Step by Step By Grace Fetterman

Guiding Hands from City Life collection by Allen Forest, first published on the cover of the 2016 winter issue of Two Cities Review

*Featured Artwork: ink drawing Guiding Hands by Allen Forrest, previously published as the Winter 2016 cover of the Two Cities Review

Step By Step

Grace Fetterman

I say sorry sorry sorry over and over as she pulls back into the traffic. It’s okay, she assures me. But I know it is not. Nothing during that time comes even close to okay.

The Peanut Butter Blossom Cookie was like a breath of fresh air in Los Angeles, the place polluted by smog, dietary vigilance and epidemic proportions of body dysmorphia. My mother first acquired the recipe from Thin-Lynn at her weekly Mommy and Me class.

Thin-Lynn, the self-professed “endorsing wife of the endodentist!”—an occupation no one had really ever heard of—was assigned to bring the snacks that week.

“How do they taste?” Lynn, edgy, and oddly ebullient, asks my mother. “I’ve never actually tried one before,” Lynn confesses, “I don’t eat cookies, any sweets, really. It’s the only recipe I know.”

Just then, her baby, Quinton, the one with the nanoscale nostrils, who cries the most out of all the infants, crawls over to his mom, thereby accomplishing Teacher Kathy’s “Second Milestone.”

According to Teacher Kathy, I at three years old, was two years behind in physical development, and a year ahead in speech and language growth. My mother says I never actually crawled, but rather, rolled from room to room, like a tubby tumbleweed, mingling with friends old and new. Back then, as now, I had a lot to say, but nowhere really to be. I started babbling at three weeks, and when I was five months old, spoke my first sentence, “Thank you,” after my mother brought me an afternoon collation of Cheerios. “Clear as a bell,” my mother asserts.

After several trips to the Orthopedic Specialist (in the same building as Thin-Lynn’s Endodentist Husband) I was finally fully ambulatory at the rather delayed age of three and a half. At this time, my mother was also pregnant with her second child, another girl who was going to be named Ella.

Teacher Kathy had just started offering an additional “Sibling Class” through Mommy and Me to help the eldest child prepare for the new baby. My mom and I practiced changing diapers on my teddy bear, Toffy, and I made various “Welcome to the Planet!” construction paper cards. We refurbished the guest room into a nursery, put the crib back together and bought a black and white mobile to hang above. My mom says that a couple weeks prior to her due date, she overheard me giving a tour of the house to an invisible guest:

This is my room, this is the family room, this is the kitchen, this is the room the baby will sleep in, this is the bathroom…

On the night before my mother left for the hospital, we made the peanut butter blossom cookies. I fell asleep when they were baking in the oven, not seeing the finished product until the next morning. My parents had already left; the cookies sitting on a wire rack to cool.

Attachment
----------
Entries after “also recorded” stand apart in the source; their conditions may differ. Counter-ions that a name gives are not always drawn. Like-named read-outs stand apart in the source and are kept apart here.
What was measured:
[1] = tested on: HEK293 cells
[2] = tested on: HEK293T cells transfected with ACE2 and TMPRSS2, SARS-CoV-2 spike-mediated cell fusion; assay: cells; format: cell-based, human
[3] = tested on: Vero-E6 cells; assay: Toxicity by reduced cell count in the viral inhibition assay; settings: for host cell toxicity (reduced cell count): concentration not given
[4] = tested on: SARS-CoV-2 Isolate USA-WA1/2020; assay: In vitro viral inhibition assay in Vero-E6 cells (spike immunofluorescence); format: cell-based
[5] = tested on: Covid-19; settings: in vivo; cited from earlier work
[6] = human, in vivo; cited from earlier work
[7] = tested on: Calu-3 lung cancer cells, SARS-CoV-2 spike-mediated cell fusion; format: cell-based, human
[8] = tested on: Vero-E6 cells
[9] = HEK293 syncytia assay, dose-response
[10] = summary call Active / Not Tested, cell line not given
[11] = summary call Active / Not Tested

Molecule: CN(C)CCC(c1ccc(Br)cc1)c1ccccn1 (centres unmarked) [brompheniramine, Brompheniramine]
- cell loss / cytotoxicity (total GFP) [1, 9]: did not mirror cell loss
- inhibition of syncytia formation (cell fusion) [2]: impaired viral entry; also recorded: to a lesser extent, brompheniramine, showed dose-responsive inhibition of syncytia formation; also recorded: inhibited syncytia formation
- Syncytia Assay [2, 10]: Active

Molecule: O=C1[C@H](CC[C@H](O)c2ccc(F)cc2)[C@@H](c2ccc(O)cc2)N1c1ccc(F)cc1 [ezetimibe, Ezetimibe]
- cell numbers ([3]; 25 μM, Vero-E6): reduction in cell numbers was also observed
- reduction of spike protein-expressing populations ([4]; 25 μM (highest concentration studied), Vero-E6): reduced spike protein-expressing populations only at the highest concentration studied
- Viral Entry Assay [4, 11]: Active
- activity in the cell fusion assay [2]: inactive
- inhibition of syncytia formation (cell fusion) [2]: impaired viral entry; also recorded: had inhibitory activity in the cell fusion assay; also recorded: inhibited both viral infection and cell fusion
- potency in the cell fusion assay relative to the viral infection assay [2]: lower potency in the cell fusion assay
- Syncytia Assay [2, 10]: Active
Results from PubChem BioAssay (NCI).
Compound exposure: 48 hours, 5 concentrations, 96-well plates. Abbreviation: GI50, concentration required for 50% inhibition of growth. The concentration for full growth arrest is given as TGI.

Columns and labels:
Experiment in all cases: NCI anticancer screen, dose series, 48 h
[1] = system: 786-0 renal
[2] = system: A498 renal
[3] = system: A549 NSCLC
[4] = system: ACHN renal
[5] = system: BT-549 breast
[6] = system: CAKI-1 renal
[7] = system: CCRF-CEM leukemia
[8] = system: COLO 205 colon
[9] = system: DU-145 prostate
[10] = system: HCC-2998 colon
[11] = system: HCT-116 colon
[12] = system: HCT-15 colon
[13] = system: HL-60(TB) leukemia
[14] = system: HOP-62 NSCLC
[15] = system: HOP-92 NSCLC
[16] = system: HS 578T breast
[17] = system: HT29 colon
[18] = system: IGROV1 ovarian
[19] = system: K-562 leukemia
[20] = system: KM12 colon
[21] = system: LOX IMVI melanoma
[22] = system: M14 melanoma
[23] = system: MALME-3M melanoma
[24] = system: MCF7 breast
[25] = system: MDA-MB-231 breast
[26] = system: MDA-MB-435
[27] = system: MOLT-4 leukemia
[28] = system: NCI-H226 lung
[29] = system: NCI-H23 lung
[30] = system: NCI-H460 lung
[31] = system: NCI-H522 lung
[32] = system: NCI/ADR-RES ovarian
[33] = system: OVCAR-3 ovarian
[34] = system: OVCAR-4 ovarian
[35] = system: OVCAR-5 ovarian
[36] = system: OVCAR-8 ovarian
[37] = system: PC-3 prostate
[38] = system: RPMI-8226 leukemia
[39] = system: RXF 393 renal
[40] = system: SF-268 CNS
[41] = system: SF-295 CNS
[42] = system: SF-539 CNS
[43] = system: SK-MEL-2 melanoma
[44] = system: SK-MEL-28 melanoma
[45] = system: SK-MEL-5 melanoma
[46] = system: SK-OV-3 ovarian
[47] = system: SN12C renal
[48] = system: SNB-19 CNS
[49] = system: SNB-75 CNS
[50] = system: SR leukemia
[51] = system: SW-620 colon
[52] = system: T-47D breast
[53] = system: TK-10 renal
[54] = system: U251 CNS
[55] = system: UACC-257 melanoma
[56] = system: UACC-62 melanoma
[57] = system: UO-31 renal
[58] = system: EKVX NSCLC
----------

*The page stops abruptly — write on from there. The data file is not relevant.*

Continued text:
Several hours later, my mother endured a uterine rupture in labor. A, nine-pound, full-term baby who never took a breath of her own.

Months later, my mom and I return to Mommy and Me. She opens the classroom door a fraction, looks inside, and then slowly shuts it. She closes her eyes. She asks me if we can sit at a distance from the others, “Away from the other babies.” She explains she is “just too sad” to sit alongside them.

The door opens. We are met with silence. Some mothers look downward.

Teacher Kathy cancels “Sibling Class” for that afternoon.

This is my room, this is the family room, this is the kitchen, this is the room the baby will sleep in, this is the bathroom…

Two years later, the millennium arrives. My parents have recently adopted a seven-month-old from Guatemala, Charlotte, already walking when gently held by the fingertips. Her eyes are the darkest shade of brown, almost black. She has full, generous lips; an elfin nose. My mother styles her hair in two little pig-tails, sprouting atop her head like tiny carrot greens.

Stroller from the Family collection by Allen Forrest

One summer’s afternoon, when Charlotte was two and I was seven, my mom and I baked several peanut-butter desserts: peanut butter brownies, peanut butter chocolate chip cake, and, the peanut butter blossoms. My mom made Charlotte a little triangle of a peanut butter and jelly sandwich to go with. We turned away from her briefly to check on the peanut butter blossoms in the oven. We looked back at Charlotte. The sandwich was gone.

“There is no way she could have eaten it that fast,” my mother tells me.

We walk over to her high chair.

“Charlotte, where is the sandwich?”

She chortles.

My mother gently touches her face. A little piece of crust dangles from Charlotte’s nostril.

“Oh my God, she’s shoved it up her nose.”

We laugh hysterically as my mom makes my sister blow the sandwich out into a napkin.

At two and half, Charlotte is still slow to talk. Teacher Kathy suggests that my mother look into speech therapy. The only actual word she can articulate is “Dad,” among invented expressions such as “Moppen-Moppen” for “more,” and “Noppen-Noppen,” for what we believed meant, “enough.”